I have recently returned from a whirlwind trip to Marfa, Texas – the home of the Chinati Foundation created by Donald Judd as a permanent site for his own work and that of, among others, Dan Flavin, John Chamberlain, David Rabinowitch and Ilya Kabakov. I am currently writing my next post about my visit, but to tide you over until then, here is a little something from the late Scottish poet/artist Ian Hamilton Finlay. I encountered his work thanks to a book called The Present Order: Writings on the work of Ian Hamilton Finlay (cover art below) produced in coordination with the exhibition at the Marfa Book Co. in 2010 called ‘Ian Hamilton Finlay : A Selection of Printed Works’ – curated by Tim Johnson and Caitlin Murray.
Finlay’s diverse body of work includes a project based in his garden ‘Little Sparta’, located just outside Edinburgh, that is of a great deal of interest to Classicists in several ways, so I’m sure that I’ll return to discuss it later. But for now, here is a photo called Paths 7 by Jennifer Gough-Cooper, which shows Finlay’s curious ‘Heraclitean’ bridge:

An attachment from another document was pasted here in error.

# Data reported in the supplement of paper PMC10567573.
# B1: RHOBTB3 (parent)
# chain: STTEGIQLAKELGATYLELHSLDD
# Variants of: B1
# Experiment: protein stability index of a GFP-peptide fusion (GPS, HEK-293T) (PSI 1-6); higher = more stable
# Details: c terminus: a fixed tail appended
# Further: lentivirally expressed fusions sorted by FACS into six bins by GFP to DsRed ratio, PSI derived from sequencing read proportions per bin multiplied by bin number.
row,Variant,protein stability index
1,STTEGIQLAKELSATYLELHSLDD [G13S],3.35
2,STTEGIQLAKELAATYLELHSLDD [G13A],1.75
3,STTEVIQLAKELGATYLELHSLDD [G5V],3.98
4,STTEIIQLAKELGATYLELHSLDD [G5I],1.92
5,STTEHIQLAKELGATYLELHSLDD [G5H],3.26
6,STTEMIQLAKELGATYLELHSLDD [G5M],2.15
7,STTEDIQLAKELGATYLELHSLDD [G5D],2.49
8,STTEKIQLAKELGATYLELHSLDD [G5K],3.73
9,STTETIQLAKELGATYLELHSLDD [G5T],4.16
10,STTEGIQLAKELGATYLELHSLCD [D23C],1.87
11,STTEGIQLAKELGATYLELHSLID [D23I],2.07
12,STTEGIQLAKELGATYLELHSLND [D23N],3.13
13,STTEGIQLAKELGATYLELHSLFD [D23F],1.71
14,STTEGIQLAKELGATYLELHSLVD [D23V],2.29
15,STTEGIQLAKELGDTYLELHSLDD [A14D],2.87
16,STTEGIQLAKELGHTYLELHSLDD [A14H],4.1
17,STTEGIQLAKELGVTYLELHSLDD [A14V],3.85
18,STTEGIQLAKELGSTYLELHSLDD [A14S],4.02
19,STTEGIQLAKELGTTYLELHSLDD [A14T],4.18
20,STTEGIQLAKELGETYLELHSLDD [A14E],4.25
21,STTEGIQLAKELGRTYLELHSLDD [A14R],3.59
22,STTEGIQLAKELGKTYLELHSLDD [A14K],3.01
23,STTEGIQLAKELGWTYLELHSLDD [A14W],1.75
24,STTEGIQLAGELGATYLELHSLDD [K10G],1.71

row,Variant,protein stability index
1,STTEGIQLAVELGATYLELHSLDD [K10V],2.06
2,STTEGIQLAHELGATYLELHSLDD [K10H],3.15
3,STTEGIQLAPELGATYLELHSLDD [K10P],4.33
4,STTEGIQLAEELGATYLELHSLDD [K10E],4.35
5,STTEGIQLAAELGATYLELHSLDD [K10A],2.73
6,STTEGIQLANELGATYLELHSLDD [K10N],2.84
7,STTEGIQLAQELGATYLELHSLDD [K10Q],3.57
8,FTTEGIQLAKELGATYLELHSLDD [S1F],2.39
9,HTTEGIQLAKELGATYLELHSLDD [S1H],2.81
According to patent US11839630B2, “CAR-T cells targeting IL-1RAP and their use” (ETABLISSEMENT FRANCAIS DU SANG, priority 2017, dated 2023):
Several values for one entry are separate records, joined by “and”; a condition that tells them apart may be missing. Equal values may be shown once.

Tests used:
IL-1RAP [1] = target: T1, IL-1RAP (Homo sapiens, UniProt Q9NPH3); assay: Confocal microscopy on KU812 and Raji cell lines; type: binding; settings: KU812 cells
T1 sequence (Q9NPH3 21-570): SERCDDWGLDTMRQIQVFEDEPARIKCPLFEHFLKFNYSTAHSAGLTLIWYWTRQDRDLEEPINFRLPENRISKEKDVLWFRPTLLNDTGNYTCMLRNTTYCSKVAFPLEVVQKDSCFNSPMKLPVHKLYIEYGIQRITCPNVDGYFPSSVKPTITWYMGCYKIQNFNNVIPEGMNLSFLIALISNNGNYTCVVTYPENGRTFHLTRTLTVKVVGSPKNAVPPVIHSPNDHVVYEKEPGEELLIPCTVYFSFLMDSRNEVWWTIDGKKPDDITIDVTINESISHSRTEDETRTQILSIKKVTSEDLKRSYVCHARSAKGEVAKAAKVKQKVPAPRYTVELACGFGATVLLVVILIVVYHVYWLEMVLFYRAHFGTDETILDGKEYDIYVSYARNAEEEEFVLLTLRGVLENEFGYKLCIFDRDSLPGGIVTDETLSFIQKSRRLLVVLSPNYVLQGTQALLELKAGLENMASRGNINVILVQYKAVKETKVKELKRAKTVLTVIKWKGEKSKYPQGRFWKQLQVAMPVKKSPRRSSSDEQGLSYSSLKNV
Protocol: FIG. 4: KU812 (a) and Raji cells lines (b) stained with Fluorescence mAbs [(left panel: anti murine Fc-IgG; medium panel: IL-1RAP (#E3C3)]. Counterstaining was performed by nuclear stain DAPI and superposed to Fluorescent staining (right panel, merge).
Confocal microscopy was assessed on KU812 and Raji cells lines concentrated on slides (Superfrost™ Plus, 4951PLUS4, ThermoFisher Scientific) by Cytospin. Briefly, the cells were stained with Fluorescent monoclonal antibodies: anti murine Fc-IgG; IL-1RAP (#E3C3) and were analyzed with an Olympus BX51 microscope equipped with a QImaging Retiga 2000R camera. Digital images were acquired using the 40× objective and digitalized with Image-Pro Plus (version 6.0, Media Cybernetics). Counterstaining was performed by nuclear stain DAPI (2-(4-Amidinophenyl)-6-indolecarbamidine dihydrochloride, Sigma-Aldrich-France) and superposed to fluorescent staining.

|Jennifer Gough-Cooper Paths 7|
If you can’t make out the text, it reads (on each plank, ‘flowing’ in opposite directions):
THAT WHICH JOINS AND THAT WHICH DIVIDES IS ONE AND THE SAME
This may be recognized as a reworking of Heraclitus (Fr. 10), preserved in the pseudo-Aristotelian Peri Kosmou (On the Cosmos) which, in Burnet’s (1912) translation is:
Couples are things whole and not whole, what is drawn together and what is drawn asunder (Gk.sumpheromenon diapheromenon), the harmonious and discordant. The one is made up of all things, and all things issue from the one.
I’ll leave it to you to revel in the irony of the words of the poet/philosopher famed for claiming that you can’t step in the same river twice being inscribed on a bridge!
For more about Ian Hamilton Finlay, visit: http://www.ianhamiltonfinlay.com/